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By Kathryn Palmer
Wyoming Tribune Eagle Via Wyoming News Exchange 

Protesters: 'Stop the tyranny' of health orders

 

January 7, 2021

CHEYENNE – About 250 people demonstrated in front of the Wyoming State Capitol Monday afternoon to protest a statewide mask mandate and other COVID-19 related restrictions.

Calls to “Stop the tyranny,” “Free Wyoming” and make Wyoming Gov. Mark Gordon a “one-term governor,” were the rallying cries the protesters belted out after about an hour of listening to elected officials and other citizens decry the mask mandate, including outgoing Rep. Scott Clem, R-Gillette, who challenged people to burn their masks.

“At some of these rallies, you see the radical left go out there, and they burn Bibles and flags. You know what I think about burning? Masks,” Clem told the crowd.

“Burn them up,” the crowd responded with raucous affirmation.

Clem then doused a disposable mask in hand sanitizer before lighting it on fire in front of the crowd, some of which threw their own masks down for kindling.

Capitol security, which was monitoring the entire event, quickly came over to extinguish the small fire.

“They don’t like us burning masks,” Clem said. “We don’t like it when they trample on our freedoms.”

Gordon announced Saturday that the mask mandate he first issued in December will remain in effect until Jan. 25. Beginning this Saturday, Jan. 9, the governor has lifted previous restrictions on operating hours for bars and restaurants.

Wyoming’s mask mandate, which requires people to wear masks while shopping at businesses, riding public transit or entering or leaving restaurants, among other instances, is similar to the mandates passed in dozens of other states across the country, and is a policy designed to contain the spread of the COVID-19 pandemic.

Since March, the virus has killed 438 Wyomingites and approximately 352,000 total Americans.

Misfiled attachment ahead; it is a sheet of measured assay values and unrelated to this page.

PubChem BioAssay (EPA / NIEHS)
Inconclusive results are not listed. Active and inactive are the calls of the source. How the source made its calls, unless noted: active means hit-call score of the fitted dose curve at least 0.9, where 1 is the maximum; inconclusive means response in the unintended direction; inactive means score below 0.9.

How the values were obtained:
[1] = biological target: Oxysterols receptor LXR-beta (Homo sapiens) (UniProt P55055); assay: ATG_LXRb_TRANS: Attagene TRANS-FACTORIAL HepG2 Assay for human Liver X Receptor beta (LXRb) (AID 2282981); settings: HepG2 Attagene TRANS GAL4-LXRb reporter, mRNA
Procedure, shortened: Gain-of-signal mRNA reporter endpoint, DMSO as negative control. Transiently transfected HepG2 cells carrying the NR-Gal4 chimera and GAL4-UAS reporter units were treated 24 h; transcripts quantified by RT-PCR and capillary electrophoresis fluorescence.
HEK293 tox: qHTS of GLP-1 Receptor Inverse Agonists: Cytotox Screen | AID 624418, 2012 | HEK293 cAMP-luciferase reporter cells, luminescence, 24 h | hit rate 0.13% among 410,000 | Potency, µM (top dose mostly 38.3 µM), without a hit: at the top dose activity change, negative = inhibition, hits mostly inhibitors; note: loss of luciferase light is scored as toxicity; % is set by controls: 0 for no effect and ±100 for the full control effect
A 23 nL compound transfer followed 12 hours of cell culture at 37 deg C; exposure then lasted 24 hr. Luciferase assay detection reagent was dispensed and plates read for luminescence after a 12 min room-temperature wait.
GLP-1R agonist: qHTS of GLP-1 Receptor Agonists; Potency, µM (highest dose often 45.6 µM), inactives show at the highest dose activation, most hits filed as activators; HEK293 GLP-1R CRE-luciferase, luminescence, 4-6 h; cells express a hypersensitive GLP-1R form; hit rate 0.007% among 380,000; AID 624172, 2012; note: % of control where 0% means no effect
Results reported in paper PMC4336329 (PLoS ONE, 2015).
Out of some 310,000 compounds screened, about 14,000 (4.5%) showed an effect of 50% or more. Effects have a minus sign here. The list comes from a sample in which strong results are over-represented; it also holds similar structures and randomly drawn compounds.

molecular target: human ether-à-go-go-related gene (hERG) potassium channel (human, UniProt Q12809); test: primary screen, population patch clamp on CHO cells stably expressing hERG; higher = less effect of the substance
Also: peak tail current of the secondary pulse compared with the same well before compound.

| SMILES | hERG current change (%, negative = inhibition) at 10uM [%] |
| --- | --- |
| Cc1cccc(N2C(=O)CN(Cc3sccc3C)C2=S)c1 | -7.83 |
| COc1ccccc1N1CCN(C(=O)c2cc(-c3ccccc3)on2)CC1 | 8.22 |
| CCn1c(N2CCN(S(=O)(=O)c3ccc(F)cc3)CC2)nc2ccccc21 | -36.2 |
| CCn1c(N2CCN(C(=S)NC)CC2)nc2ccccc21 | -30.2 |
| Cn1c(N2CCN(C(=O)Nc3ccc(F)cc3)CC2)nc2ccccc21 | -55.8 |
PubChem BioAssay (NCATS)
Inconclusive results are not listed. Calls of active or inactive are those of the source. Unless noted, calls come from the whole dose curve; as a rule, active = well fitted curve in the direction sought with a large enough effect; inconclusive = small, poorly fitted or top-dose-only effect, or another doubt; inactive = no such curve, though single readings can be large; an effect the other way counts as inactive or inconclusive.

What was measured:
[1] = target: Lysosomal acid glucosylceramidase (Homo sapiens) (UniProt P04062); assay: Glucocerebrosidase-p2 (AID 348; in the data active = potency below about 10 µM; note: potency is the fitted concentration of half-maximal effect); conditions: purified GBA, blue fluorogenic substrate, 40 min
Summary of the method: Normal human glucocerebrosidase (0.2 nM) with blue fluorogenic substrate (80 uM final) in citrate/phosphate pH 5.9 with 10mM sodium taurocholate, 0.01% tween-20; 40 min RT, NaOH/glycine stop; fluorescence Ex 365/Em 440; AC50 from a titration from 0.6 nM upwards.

“The governor is killing Wyoming,” said Clem, who organized Monday’s event, known as the Free Wyoming rally, to the crowd from a podium at the foot of the steps leading to the entrance of the Capitol.

“He can come out here and say whatever he wants, but I am not content until he gets rid of all of these restrictions,” Clem said, before encouraging small business owners to file suit against the state for placing restrictions on their operations.

Clem, the pastor of Central Baptist Church in Gillette has been an outspoken voice against any government-prescribed public health measures since the virus started ten months ago. State Rep. Roy Edwards, R-Gillette, was a member of Clem’s congregation before he died of COVID-19 last fall.

“I’m all for personal responsibility,” Clem said. “If you’re in one of those high-risk classes, do what you need to do to make yourself safe. But for those who are not, that is your freedom, your liberty, that is something you have the right to do.

“This is our constitutional duty to stand up for our rights, to stand up against tyranny and make our voices heard. If [Gordon] ridicules us for that, then he’s unworthy of that office, and he should resign.”

The majority of people who attended Monday’s rally were not wearing face coverings, though a few scattered counterprotesters were.

Pat Baird, a longtime resident of Cheyenne who recently lost a friend to the virus, stood in the crowd while wielding a sign reading: “2 Rs = Respect and Responsibility Toward our Fellow Citizens.”

“Gov. Gordon has walked a fine line,” Baird said. “He’s doing everything necessary to fight this pandemic, but I don’t think he’s gone over the line. He’s tried to balance having businesses open and making the economy work while also trying to keep safe our general population.”

Gordon, who famously referred to people not willing to comply with public health recommendations and orders as “knuckleheads,” did not make an appearance at the rally, but several other elected lawmakers did.

Rep. Chuck Gray, R-Casper, criticized what he and many others at the rally perceive as an overreach of power by Dr. Alexia Harrist, who was appointed by the governor to serve as the state health officer and state epidemiologist.

Harrist, who previously worked for the U.S. Centers for Disease Control and Prevention, works on behalf of the Wyoming Department of Health. She has offered state officials her medical expertise on how best to respond to the threat of the virus.

“Overnight, we saw an unelected official – the state health officer – become the most powerful person in our state,” Gray said. “There’s still been no accountability on this unelected health officer. The media today want to tell us this is not a big deal. That’s been their lie for the last 10 months, but this stuff adds up. Before you know it, we’ve lost our constitutional republic.”

 
 

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